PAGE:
The 75 bps rate hike by the FOMC today—the largest in 27 years—demonstrates the Committee’s growing concern over inflation as well as its increased commitment to restore price stability. The move takes the fed funds rate to a range of 1.50-1.75%, which is still below the Committee’s estimated range of neutral.
The statement and updated Summary of Economic Projections (SEP) showed the FOMC is prepared to continue to tighten policy at a historically aggressive pace. The median estimate for the fed funds rate at year-end rose to 3.375%, implying another 175 bps of tightening before the year is over.
Despite aiming to move policy into restrictive territory by year-end, the SEP continues to paint a rather optimistic picture of the economy ahead. GDP growth next year is expected to slow only slightly below trend, while inflation falls back to 2-3% and the unemployment rate rises modestly enough to where it remains within its “longer-run” neutral range. In our view, it will take a more material slowdown in economic growth to bring core inflation back to the FOMC’s 2% target and more damage is likely to be inflicted to the labor market.
Historic Inflation Requires a Historic Response
Growing alarm over inflation led the Federal Open Market Committee (FOMC) to deliver its biggest rate increase in 27 years at today’s meeting. Specifically, the FOMC voted to raise the fed funds rate 75 bps, bringing the target range to 1.50-1.75%. In the post-meeting release, the Fed underscored its focus on inflation by adding the statement that “the Committee is strongly committed to returning inflation to its 2% objective.” Yet, the Fed appears to be increasingly aware that this objective will not be quick or easy. The statement removed the line that “the Committee expects inflation to return to its 2 percent objective and the labor market to remain strong”, a tacit admission that reining in inflation will likely inflict some pain on the labor market.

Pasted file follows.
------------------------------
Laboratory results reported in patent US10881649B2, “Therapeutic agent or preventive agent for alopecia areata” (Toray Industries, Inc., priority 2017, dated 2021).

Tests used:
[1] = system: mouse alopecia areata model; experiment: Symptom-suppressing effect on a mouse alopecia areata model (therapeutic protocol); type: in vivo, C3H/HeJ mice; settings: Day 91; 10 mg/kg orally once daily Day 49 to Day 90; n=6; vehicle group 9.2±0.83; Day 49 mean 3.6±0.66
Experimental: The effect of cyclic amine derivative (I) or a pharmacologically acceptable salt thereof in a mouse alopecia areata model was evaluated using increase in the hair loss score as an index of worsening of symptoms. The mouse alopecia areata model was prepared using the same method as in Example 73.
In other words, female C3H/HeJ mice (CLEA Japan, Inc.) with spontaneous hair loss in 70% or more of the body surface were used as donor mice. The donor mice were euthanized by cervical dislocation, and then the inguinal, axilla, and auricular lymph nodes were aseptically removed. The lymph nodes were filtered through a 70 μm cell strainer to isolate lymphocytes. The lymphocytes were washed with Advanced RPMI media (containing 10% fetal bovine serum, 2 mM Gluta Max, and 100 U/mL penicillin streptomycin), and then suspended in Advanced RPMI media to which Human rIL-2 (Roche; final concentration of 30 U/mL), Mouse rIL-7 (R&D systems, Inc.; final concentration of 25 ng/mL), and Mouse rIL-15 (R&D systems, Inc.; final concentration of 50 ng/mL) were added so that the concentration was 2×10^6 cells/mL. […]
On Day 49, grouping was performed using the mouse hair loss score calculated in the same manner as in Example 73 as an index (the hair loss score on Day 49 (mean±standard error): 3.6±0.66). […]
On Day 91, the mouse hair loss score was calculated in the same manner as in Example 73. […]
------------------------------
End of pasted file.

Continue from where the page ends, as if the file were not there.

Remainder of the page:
The historically large rate hike comes as inflation shows no signs of abating soon. Following the last FOMC meeting in early May, Chair Powell pledged to be nimble if price pressures did not ease as anticipated. Since then, both the April and May CPI reports came in hotter than expected, with “peak” inflation increasingly likely to still be ahead. At the same time inflation concerns have intensified, the labor market has remained on fire. Job growth surprised to the upside in the two employment reports since the FOMC’s last meeting, and labor demand is still exceptionally strong. However, not all Committee members were on board with such an aggressive and, up until a few days ago, unanticipated response. Kansas City Fed President Esther George, historically one of the more hawkish members of the Committee, dissented in favor of a smaller 50 bps hike.